“Apple is already gearing up for a major marketing campaign for the holidays, and if they’re able to ramp up demand, and then deliver the system when they say it will be delivered, it could trump Microsoft in a way that Apple’s CEO Steve Jobs would crow about for years,” Elizabeth Millard reports for NewsFactor.
Millard reports, “Before Apple’s recent announcement that it would be releasing OS X 10.5, called Leopard, it appeared that Apple would be drawing mainly on its streamlined OS interface to try and best Microsoft, along with emphasis on its switch to Intel. But the recent news that it would be building robust features into Leopard puts the fresh system directly in competition with Vista, changing the rules of engagement.”
“As Microsoft began its campaign to ease users into thinking about Vista, it seemed that Apple’s only answer would be to point out that it now runs on Intel chip, and emphasize the ability to toggle between Windows and Mac systems thanks to new software,” Millard reports. “But beyond Boot Camp, it turns out, Apple intends to intensify its chances of winning Windows users, and wasn’t about to rest on the laurels of Boot Camp. With the new OS X 10.5 version, planned for shipping in spring 2007, users will be able to tap into new backup and recovery technology, introduce virtual desktops, and have more powerful iChat functions.”
“Another potential advantage for Apple has nothing to do with Leopard’s features, and actually doesn’t depend on anything the company can do internally with development: it’s the ability of Microsoft to release Vista on time and address potential bugs in its beta versions,” Millard reports. “In other words, Apple seems to be fighting Redmond on two fronts, countering Microsoft with its OS features as well as slamming the company through marketing efforts and general commentary.”
“Jobs also noted that some of the features of Leopard would be kept under wraps, not just because Apple is notoriously secretive with its upcoming releases, but because the company didn’t want Microsoft to ‘start their photocopiers,'” Millard reports.
“Although Leopard might present a challenge to Microsoft — and likely inspire some zesty new Mac v. Windows ads — some analysts note that it won’t exactly become an Apple-driven world anytime soon,” Millard reports. “Windows still commands a sizeable chunk of the OS market, with most estimates putting it around 95 percent. Since it’s used in so much of the corporate world, it’s not likely that IT departments will skip Vista and turn instead to replacing desktops and servers with Apple’s lineup. Where companies go, consumers do tend to follow, since many people find it useful to have the same type of system at home as they do at the office, making for easy file transfers and telecommuting.”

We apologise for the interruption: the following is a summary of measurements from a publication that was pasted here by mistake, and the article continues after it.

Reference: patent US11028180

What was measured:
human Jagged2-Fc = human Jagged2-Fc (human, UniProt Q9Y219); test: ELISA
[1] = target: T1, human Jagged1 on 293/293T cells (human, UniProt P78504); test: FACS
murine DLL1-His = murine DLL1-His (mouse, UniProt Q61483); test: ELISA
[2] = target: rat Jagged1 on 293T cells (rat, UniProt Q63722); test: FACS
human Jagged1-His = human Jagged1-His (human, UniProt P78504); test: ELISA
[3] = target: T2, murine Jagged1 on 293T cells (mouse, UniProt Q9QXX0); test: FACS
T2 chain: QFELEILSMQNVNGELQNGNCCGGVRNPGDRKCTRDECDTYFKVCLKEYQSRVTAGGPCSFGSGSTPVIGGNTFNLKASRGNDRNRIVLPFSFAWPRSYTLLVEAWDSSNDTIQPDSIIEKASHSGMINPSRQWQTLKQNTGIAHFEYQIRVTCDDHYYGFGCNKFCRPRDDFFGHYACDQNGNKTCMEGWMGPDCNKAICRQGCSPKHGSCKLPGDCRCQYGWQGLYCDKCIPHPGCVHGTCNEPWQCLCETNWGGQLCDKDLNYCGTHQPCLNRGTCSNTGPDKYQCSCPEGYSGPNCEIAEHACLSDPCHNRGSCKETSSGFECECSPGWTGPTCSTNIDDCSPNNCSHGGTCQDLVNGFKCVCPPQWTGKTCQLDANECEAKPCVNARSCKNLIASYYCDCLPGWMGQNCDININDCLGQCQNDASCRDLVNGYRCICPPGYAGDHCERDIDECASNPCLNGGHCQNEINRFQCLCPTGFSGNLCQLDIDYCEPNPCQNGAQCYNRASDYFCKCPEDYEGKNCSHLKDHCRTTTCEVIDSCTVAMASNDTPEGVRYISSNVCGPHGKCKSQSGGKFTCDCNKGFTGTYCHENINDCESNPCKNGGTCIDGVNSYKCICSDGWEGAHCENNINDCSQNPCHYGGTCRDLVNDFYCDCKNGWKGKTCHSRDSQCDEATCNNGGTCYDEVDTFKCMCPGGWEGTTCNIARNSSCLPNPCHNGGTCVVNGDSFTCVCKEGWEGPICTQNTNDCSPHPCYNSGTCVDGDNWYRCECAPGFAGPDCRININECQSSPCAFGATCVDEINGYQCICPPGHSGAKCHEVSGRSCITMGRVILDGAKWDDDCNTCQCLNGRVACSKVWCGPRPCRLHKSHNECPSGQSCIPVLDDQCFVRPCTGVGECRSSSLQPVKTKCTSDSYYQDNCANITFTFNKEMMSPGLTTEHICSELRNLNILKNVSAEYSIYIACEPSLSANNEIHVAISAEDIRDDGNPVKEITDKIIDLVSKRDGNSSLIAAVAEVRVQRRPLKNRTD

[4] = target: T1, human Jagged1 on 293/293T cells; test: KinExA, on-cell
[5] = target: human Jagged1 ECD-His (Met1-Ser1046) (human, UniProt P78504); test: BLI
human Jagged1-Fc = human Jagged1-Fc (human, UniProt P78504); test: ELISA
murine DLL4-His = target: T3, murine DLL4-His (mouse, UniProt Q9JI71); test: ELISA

MacDailyNews Take: Apple Mac can run Windows, so what’s the problem? Answer: there is none. People, especially those who shop based mainly on sticker price, can quickly understand that only Apple’s Mac offers a “twofer” – run Windows if you need it and also get the superior Mac OS X, iLife, etc. for the price of one computer.
Millard continues, “In other words, most of the world will still buy Windows, no matter what bugs the first version of Vista might have, and although there could be some converts, it’s still more cult than religion.”
MacDailyNews Take: Illogical. Apple Macs can run Windows and Mac OS X. Nobody else can do so. Apple’s strategy is to first embrace then extinguish. Enough people will do so to create a marked change. And nobody makes a better Mac advocate than a recent Windows to Mac switcher. These people will tell their friends. Apple’s Mac platform has the capacity to grow faster and take more share from Windows than most people think. Some people are going to be very surprised.
Millard continues, “Some might counter with the fact that Boot Camp will make that issue irrelevant, but others believe that the limitations with running Windows on a Mac — most notably, in having to buy a full Windows license — will create limitations.”
MacDailyNews Take: Buy an Apple Mac and, for the price of a boxed copy of Windows, get two computers or buy a Dell, HP or anything else and be stuck with just Windows. That’s the proposition. We think even Joe and Jane Wal-Mart Shopper will be able to easily grasp that one – if Apple can get the message out effectively.
Millard continues, “But just because it won’t become standard equipment in the corporate world in the near future doesn’t mean that Apple can’t increase its popularity — after all, to belabor the analogy, some groups once called cults really did become full-blown religions… If Vista continues to be delayed, and can’t meet its January target, it could greatly benefit Leopard, especially if Apple is able to get the OS shipping earlier than expected.”
Full article here.
[Thanks to MacDailyNews Reader “LinuxGuy and Mac Prodigal Son” for the heads up.]
MacDailyNews Take: From everything we’ve seen, Apple’s Mac OS X 10.4 Tiger – released April 2005 – is itself quite superior to Microsoft’s Windows Vista. Apple’s Mac OS X 10.5 Leopard will only increase the superiority gap over Windows Vista which looks like nothing more than a warmed over Windows XP. Another Microsoft pig adorned with lipstick is not much to which Windows sufferers can look forward or get excited about. Change is coming.
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